Right now, his business stays in his family, he designs the products and his wife, Brie, fields the customer service duties. While he has had some interest from retailers, the inquiries haven’t translated into orders. Fairbanks believes this is due to his product appealing to a niche market of emulator users.

“I think ultimately they realize that this would be a lot of work if it was on a store shelf because the general person would pick this up and not know how to use it and then they’d be dissatisfied. They wouldn’t know how to use an emulator. They wouldn’t know how to get a ROM.”

Also, he says, the legal grey areas of using some ROMs may scare some away. While he has equipment to back up his old school Nintendo cartridges, he realizes most gamers do not. One of the keys to Fairbanks success in the gaming and emulator communities comes from being a part of those groups himself. He says a lot of gamers have picked up on the double meaning of the double G’s in the Game Gripper logo, the instant messaging abbreviation for “good game.”

“We have kind of cult following. We have people that are fans on Facebook. We get these long emails from people who say how happy they are that the Game-Gripper changed their lives, that they didn’t have any fun at work until the Game Gripper came out. Now they can just play video games all day at work. It is pretty hilarious.”

He also meets up with some customers face to face. Rather than ship an order if a customer lives in the Salt Lake City area, they can arrange to pick one up from him in person.

A concern he has learned some of his customers have had was the worry that the Game Gripper could ruin the keyboards on the phones, especially after extended play. So far, the fear has not become a reality.

“We had a lot of people scared about it, and that scared us” he said.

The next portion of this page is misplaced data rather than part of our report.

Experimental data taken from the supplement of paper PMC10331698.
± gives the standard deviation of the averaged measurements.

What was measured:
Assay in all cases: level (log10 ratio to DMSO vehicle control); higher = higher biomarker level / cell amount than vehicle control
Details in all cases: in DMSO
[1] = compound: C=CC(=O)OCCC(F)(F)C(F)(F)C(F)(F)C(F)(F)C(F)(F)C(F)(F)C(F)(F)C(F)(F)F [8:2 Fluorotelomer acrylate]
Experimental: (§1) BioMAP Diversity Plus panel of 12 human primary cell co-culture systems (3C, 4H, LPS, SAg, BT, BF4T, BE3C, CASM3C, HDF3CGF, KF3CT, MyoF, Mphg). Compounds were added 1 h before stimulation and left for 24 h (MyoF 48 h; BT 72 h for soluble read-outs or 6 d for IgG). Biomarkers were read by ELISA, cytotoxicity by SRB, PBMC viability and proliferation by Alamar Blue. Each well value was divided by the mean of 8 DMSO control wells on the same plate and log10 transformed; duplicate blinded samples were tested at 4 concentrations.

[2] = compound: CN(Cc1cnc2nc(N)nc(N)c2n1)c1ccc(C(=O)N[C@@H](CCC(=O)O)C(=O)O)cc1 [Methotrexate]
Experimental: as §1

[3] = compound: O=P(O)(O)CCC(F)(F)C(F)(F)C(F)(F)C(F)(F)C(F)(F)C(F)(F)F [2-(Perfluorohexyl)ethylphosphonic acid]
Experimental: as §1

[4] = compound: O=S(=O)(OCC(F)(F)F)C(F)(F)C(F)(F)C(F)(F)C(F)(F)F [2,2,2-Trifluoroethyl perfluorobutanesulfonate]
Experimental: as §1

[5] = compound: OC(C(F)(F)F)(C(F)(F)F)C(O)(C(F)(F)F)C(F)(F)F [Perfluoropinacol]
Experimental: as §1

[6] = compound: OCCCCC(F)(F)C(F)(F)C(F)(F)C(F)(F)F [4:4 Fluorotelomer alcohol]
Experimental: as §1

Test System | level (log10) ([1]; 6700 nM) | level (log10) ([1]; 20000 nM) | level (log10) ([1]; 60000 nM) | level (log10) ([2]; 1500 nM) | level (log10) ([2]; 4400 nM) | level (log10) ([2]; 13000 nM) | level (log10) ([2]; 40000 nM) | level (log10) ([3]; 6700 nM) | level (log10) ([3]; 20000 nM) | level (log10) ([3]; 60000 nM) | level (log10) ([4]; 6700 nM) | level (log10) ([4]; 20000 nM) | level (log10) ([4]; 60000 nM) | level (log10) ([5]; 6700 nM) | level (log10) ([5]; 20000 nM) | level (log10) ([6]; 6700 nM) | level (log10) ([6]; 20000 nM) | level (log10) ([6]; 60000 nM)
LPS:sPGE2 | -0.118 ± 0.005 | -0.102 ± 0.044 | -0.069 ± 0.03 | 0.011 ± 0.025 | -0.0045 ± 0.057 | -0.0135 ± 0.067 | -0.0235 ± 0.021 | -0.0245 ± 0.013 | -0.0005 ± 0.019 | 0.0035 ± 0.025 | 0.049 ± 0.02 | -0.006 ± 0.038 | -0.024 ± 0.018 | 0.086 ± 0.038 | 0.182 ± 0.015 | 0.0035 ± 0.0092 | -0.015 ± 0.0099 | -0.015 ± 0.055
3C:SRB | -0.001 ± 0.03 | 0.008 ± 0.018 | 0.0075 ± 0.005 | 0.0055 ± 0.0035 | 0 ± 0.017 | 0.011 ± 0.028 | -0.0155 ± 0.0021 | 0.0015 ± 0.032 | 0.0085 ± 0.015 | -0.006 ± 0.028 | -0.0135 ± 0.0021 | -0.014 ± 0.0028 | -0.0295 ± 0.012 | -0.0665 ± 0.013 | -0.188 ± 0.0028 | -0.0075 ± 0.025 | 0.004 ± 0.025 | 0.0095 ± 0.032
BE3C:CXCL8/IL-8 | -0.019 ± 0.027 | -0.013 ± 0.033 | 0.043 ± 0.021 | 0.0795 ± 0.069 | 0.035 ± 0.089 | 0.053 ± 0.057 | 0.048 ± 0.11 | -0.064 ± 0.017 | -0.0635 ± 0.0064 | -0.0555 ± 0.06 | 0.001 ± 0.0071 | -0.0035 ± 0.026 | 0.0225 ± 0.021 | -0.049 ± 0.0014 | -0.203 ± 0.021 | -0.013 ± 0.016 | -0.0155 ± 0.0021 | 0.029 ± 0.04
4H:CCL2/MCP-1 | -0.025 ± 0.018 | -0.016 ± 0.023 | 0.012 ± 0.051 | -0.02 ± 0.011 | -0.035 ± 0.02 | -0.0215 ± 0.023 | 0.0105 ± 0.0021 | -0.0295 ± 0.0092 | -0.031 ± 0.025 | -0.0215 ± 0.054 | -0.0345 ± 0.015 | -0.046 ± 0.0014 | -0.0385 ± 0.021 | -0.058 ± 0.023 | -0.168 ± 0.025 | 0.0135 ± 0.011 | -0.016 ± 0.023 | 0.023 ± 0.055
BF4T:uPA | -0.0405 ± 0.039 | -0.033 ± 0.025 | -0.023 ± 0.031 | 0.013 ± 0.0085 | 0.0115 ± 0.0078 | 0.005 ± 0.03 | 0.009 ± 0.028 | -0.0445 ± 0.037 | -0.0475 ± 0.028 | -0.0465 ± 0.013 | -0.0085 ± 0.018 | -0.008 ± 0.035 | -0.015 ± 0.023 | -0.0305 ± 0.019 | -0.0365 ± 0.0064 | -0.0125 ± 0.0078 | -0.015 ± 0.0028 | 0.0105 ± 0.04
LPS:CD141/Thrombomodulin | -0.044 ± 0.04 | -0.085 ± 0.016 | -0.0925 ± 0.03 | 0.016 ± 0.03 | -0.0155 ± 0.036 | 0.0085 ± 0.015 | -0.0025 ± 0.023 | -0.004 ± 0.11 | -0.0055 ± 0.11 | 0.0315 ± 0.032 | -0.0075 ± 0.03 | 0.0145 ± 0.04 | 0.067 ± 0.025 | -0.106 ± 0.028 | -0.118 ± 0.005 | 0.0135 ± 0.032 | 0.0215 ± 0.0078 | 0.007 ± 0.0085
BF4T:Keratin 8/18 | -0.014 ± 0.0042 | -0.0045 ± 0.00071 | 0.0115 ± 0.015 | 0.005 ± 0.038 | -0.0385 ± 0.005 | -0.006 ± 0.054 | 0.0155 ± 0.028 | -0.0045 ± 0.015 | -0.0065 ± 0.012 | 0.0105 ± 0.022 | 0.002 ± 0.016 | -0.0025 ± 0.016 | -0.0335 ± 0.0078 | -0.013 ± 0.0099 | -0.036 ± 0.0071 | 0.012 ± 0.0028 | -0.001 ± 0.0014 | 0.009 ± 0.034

While he places a warning on his site, he’s never seen an example of damage.

“Some of these models we lost money on. Imagine if we had to start replacing phones,” he says.

“But no, we haven’t had anybody reporting any damage ever.”

He says a softer rubber button is offered for those who still have fears but they haven’t been as popular as the plastic buttons the Game Gripper ships with.

“They are there in case someone is really worried about it.”

Fairbanks says while business is booming not every version of the Game Gripper is a hit and he needs to make sure he can sell enough of a certain model to warrant the expensive production costs. The Backflip and Devour have sold poorly while the original Droid version has been the biggest seller. He believes the Backflip and Devour phones were poor seller because they were lower-end phones that didn’t attract the gaming crowds.

Droid2 Game Gripper

He says he has also worked to keep the Game Gripper at a price point that would be attractive to most people.

“I set my price where I think that if anyone actually wants it they will just buy it. I think if anyone really wants this they will pay 15 bucks and I think if it was a $20 item they would think twice about it.”

“We really believe that $15 is a good price for us and our customers.”

The price point has contributed to keeping his business healthy and sales brisk.

“I have not made as much money as I did working for the gas company, I make less money now, but I can spend all my time working on these awesome designs. So eventually I will make more, but in the meantime I’m having a lot more fun, so it’s totally worth it.”

Developer Website: Game Gripper

This interview was done by Droid Gamers new roving reporter and interviewer Erik Nielsen. If you would like to have an interview done, just drop us an email anytime using our Tip Us! form.